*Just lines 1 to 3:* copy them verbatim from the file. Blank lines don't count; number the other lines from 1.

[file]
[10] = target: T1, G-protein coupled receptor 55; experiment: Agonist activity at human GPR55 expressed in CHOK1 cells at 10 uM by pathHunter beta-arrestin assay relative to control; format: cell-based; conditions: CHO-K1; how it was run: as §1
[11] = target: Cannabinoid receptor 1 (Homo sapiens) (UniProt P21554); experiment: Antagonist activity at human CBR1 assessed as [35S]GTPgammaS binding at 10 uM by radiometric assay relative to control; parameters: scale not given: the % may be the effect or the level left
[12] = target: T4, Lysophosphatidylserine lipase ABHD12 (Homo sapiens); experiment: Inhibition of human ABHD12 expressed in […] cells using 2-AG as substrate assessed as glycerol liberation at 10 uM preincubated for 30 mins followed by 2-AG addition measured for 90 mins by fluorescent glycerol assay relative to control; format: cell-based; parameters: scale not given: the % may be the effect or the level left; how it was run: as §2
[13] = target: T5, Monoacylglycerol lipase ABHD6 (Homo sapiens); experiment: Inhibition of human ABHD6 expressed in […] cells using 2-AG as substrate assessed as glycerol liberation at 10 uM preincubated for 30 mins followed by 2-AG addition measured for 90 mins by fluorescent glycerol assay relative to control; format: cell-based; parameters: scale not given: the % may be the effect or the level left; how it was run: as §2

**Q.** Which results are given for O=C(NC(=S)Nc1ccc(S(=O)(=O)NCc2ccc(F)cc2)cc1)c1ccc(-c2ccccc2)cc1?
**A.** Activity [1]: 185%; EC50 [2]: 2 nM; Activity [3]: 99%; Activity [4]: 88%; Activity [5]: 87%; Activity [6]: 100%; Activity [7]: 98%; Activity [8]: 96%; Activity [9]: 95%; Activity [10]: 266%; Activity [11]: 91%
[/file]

[10] = target: T1, G-protein coupled receptor 55; experiment: Agonist activity at human GPR55 expressed in CHOK1 cells at 10 uM by pathHunter beta-arrestin assay relative to control; format: cell-based; conditions: CHO-K1; how it was run: as §1
[11] = target: Cannabinoid receptor 1 (Homo sapiens) (UniProt P21554); experiment: Antagonist activity at human CBR1 assessed as [35S]GTPgammaS binding at 10 uM by radiometric assay relative to control; parameters: scale not given: the % may be the effect or the level left
[12] = target: T4, Lysophosphatidylserine lipase ABHD12 (Homo sapiens); experiment: Inhibition of human ABHD12 expressed in […] cells using 2-AG as substrate assessed as glycerol liberation at 10 uM preincubated for 30 mins followed by 2-AG addition measured for 90 mins by fluorescent glycerol assay relative to control; format: cell-based; parameters: scale not given: the % may be the effect or the level left; how it was run: as §2